An introduction to psychology and climate inaction

In an article by the American Psychologist, author Robert Gifford discusses ‘The Dragons of Inaction’ which represent the seven psychological barriers to engagement with the climate movement. A staggering amount of individuals who have the choice to make sustainably driven decisions still partake in unethically and environmentally harming lifestyles, despite being aware and afraid of the climate crisis. Psychological barriers do not decrease the likelihood of making sustainably-driven decisions; they have the potential to limit the range of choices an individual experiences entirely. The ‘Dragons of Inaction’ encompass three phases: a lack of understanding removes or dramatically diminishes one’s ability to consider the consequences of their actions. Those who are aware of their impact still face a series of predisposed psychological processes that further hinders this ability. Even the small minority of individuals that partake in ethical decisions regularly experience a range of psychological effects that often result in an unimpacted or more significant amount of unethical consumption. It is counterproductive to dismiss predetermined human psychologically when evaluating the availability of choices even to individuals in a position of privilege as it creates a sense of false optimism in the global collective’s ability to reform themselves sustainably.

Recent global movements that highlight the certainty of the devastating effects of climate change can have a counterproductive effect on individual motivation despite being hugely productive in motivating mass displays of public action. Fear and guilt possess the ability to manipulate an individuals decision-making process and the potential to suppress emotion and cause a denial. An example of this is the continuous increase in the rates of lifestyle diseases in modern-day society despite their causes having been made aware of for decades. The paradoxical ability to understand the consequences of an action and still partake in it apply to the climate crisis as it provides an insight into why individuals repeatedly ignore their capacity to make ethical choices. Again, this demonstrates an overlooked barrier experienced by the privileged, which impacts an individual’s range of choices similar to how a financial or physical barrier would act.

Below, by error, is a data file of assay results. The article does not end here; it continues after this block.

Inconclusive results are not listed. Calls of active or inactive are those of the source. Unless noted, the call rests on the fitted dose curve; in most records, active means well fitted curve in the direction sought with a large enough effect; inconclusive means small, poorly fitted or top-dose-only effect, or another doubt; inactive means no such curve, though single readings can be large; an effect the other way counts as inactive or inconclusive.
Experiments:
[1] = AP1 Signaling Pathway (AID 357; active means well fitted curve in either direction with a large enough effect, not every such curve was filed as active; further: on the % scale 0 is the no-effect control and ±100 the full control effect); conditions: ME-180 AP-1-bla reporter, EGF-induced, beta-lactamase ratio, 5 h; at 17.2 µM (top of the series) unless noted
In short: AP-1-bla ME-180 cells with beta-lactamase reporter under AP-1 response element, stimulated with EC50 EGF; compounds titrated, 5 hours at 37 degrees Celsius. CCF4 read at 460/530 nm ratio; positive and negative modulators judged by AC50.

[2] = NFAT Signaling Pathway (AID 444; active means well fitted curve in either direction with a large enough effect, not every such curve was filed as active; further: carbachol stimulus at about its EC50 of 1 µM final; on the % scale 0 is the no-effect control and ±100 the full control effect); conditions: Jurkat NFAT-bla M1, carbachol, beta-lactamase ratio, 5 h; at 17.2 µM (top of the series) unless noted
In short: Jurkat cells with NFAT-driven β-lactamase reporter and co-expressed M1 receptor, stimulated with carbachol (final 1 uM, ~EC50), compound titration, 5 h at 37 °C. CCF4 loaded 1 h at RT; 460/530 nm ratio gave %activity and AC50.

The human brain has remained relatively the same as it was thousands of years ago, with its natural intuition still essentially built for making decisions about immediate, short term threats which in turn provided a reward. This “ancient brain” is unequipped to deal with the climate crisis as humans have evolved to associate risk with emotion, reacting to what is close to them in both space and time. Without the physical factor of immediate threat, it is essential to go against intuition which is extremely difficult psychologically. Further, there is a strong drive to partake in actions that reap external rewards, which commonly occurs as opportunities that provide validation, material gain and wealth in modern-day society. In combination, these factors cause the brain to perceive the looming threat of climate change in a psychologically abstract manner, with no real connection to emotion which means there is no intuitive panic that causes continuous questioning of actions and their consequences. There is a disconnect between the individual, threat and reward, and thus it is much more challenging to promote consideration of how one’s actions impact the growing threat of climate change.